Transgender Psychologist Reveals What’s Behind Explosion of Childhood Gender Transition Cases


A clinical psychologist who is transgender is raising red flags about the huge cultural shift among children and teens that is fueling an explosion of gender-questioning cases.

Erica Anderson argues that healthcare providers must examine all contributing factors to a child’s condition, “not to dissuade them of their assertive gender, but to understand how other things might be related,” such as mental health challenges like anxiety or a history of abuse.

With over 40 years of professional experience in both pediatric and adult psychology, Anderson has worked in various healthcare settings, most recently at the University of California San Francisco (UCSF) in behavioral pediatrics. Anderson urges professionals to consider the relationship between pre-existing mental health issues and a child’s assertion of a different gender.

“I’ve never seen a major mental illness cured by a gender transition,” Anderson states. Contrary to the belief held by some peers that “the distress that kids experience is all due to gender issues,” Anderson finds such cases to be “quite simple” and “rare.”

“We need to explore the course of this gender journey on the part of the young person,” Anderson emphasizes. The psychologist argues that the exploration of gender among teenagers is not immune to peer pressure, just like any other aspect of teenage life.

Drawing from her extensive work at UCSF and now in private practice, Anderson notes the a shift in the patient demographic from primarily young males identifying as female, to a more diverse group consisting largely of young females who hadn’t previously questioned their gender. This challenges current treatment protocols for transgender youth, Anderson explained.

“Large social surveys in recent years have confirmed what I’ve been saying, which is a huge number of kids questioning their gender beyond anything we ever expected, as many as one in five kids who are adolescents in the United States are expressing a gender sexuality different than straight and cisgender. That’s a huge shift,” the psychologist said. “We used to think of transgender kids as a very small proportion, maybe half a percent, 1% or less.”

Most trans activists, Anderson explained, have celebrated this shift, but doesn’t think that is the only factor.

“It is obviously common for kids to talk among themselves, so we have to wonder, well, what’s going on with these kids?” Anderson asked. “Are they all going to be transgender? The research in the past told us that some proportion of kids who are gender questioning when they’re younger persist and become what we call transgender, but not all.”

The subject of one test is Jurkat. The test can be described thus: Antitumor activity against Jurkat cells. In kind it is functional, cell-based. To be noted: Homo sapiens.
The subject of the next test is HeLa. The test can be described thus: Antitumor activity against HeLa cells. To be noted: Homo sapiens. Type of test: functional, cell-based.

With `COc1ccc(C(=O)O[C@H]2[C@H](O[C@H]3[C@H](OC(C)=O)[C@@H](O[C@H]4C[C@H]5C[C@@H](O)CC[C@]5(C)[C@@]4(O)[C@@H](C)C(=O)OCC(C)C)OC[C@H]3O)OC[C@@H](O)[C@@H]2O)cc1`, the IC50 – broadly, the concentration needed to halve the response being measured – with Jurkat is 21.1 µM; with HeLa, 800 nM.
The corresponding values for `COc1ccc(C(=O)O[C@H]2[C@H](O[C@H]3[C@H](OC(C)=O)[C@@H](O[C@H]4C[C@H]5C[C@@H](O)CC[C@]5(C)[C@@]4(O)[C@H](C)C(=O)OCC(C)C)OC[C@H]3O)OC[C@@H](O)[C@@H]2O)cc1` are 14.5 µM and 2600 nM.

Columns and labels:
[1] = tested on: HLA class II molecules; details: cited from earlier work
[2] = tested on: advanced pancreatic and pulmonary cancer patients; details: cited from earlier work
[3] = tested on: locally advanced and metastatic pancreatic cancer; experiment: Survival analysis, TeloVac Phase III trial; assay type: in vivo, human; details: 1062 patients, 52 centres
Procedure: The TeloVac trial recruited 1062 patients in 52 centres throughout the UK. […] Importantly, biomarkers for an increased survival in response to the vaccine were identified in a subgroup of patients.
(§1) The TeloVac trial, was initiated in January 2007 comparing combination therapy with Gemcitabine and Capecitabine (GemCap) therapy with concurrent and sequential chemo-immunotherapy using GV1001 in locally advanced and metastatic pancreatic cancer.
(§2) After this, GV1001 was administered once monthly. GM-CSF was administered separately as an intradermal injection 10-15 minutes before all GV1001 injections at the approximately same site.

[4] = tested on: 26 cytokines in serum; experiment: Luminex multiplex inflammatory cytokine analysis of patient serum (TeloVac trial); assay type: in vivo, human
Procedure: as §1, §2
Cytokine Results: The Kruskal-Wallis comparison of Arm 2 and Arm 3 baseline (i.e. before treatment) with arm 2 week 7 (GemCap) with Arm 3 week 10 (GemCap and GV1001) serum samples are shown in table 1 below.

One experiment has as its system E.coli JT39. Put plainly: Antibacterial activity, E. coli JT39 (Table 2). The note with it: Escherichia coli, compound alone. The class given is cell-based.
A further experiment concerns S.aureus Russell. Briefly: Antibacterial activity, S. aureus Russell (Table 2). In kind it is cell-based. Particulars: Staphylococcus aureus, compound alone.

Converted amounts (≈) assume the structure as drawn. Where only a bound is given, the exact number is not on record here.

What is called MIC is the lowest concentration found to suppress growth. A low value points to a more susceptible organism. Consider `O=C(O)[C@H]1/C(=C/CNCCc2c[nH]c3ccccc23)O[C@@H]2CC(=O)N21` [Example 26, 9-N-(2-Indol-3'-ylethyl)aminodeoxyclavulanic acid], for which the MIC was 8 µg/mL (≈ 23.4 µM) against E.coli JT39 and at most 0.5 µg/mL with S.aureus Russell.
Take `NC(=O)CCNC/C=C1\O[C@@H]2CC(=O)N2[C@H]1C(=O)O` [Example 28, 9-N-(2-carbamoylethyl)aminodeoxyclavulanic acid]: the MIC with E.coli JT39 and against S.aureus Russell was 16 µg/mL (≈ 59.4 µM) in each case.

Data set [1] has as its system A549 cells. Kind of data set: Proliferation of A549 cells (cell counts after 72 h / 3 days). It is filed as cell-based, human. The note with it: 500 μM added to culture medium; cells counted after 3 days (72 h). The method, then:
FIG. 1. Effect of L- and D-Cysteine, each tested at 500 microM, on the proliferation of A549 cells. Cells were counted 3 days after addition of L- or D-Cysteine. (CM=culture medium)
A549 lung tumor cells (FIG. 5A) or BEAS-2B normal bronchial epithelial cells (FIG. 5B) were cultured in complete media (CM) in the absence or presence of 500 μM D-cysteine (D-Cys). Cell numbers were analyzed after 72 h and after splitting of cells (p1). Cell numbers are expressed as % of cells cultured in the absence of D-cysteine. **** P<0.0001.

Then the clinical psychologist explored the “emotional blackmail” that is coaxing parents to allow their children to gender-transition.

“I call that emotional blackmail,” Anderson said. “Parents love their children, they don’t want any harm to come to their children, so if a responsible professional, a doctor tells them that … ” Anderson added this claim is a “misreading of the literature.”

“The most often quoted 40% or 41% suicidal ideation rate is based on a retrospective study, self-report of adult trans people from five, six years ago and other reports … comport to rates of suicidal ideation and other young people who have mental health challenges,” the psychologist said. “It’s out of context, it’s a scary statistic and inappropriately used, I think.”

“That statistic has been used to bludgeon lots of parents and manipulate them, in my opinion, into consenting to treatment that they had reservations about,” Anderson added. “I think that’s wrong.”

European countries have already started taking a “more cautious approach,” recognizing that the population of those seeking gender-related care has evolved. Anderson points out that certain events, like the pandemic, may have complicated the issue, with teenagers resorting to online sources that might offer misleading advice.

Anderson also warns that the medical community is too quick to affirm a child’s chosen gender, often neglecting to carry out the needed individual assessments. “I’ve been worried that too often kids are rushed towards medicalization,” the psychologist says, noting that such hasty decisions could amount to malpractice.

The medical health practitioner also brings attention to the long-term effects of medical interventions such as puberty blockers, citing European research and specific cases that have shown the lack of thorough understanding of these treatments’ impact.

Anderson criticizes the American Academy of Pediatrics (AAP) for not updating their guidelines, accusing them of “hubris” and highlighting the need for an evidence-based review.

As for the claim that non-affirmation of a child’s gender identity leads to higher suicide risks, Anderson calls this “emotional blackmail,” stating that the statistic is often taken out of context.

In sum, Anderson believes there is a “crisis of mental health among American teenagers,” urging for a comprehensive and individualized approach that considers “all aspects of a child’s life.”

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This article contains commentary which reflects the author’s opinion.

Las Vegas News Magazine

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